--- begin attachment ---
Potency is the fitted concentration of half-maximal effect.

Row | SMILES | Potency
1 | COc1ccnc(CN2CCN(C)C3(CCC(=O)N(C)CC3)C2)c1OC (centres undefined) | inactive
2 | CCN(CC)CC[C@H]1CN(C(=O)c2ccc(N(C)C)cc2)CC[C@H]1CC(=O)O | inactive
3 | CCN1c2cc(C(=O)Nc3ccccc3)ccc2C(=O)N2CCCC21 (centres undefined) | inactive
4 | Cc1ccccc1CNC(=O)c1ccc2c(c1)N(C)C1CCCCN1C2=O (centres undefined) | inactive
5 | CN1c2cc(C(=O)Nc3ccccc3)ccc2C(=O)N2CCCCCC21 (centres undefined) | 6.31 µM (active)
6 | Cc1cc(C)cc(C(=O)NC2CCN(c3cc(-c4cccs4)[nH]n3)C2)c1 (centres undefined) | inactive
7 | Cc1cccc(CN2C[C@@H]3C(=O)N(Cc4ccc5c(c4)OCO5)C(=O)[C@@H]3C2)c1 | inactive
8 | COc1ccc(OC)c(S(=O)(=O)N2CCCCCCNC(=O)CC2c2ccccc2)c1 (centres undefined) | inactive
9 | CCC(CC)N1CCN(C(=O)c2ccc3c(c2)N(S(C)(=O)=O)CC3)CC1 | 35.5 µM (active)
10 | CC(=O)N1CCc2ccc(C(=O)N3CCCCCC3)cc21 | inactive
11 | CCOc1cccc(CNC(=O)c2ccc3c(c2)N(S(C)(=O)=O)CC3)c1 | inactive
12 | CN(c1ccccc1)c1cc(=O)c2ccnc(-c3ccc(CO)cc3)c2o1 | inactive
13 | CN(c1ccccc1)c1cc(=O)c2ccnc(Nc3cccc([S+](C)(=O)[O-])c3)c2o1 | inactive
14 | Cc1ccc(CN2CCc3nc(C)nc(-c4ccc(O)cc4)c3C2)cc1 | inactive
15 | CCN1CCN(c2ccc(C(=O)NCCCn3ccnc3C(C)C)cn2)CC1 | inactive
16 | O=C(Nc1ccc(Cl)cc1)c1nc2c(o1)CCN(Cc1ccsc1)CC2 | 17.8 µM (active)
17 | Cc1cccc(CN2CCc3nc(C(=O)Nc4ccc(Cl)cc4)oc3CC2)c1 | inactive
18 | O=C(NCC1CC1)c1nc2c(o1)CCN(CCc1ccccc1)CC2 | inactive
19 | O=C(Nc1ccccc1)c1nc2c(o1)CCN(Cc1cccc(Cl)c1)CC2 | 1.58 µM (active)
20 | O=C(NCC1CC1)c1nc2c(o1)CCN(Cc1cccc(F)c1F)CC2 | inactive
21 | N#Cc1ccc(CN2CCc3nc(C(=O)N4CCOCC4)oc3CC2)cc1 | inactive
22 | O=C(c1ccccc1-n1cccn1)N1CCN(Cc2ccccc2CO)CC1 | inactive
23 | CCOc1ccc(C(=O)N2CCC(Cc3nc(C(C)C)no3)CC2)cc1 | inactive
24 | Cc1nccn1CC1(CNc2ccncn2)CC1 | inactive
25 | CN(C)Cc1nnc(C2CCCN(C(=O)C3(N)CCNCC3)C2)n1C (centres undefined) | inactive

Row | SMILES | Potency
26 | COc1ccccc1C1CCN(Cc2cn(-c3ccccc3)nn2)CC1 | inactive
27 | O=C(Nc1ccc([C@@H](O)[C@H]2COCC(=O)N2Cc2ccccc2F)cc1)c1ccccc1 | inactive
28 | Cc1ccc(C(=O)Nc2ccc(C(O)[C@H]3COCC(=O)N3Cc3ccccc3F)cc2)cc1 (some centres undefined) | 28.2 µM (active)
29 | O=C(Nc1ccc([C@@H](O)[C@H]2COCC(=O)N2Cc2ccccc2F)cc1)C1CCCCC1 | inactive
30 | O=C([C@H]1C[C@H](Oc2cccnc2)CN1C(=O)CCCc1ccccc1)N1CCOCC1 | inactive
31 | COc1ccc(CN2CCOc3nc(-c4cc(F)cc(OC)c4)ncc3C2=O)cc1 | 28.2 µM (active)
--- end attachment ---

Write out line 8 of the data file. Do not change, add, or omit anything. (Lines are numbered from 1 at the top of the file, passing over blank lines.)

6 | Cc1cc(C)cc(C(=O)NC2CCN(c3cc(-c4cccs4)[nH]n3)C2)c1 (centres undefined) | inactive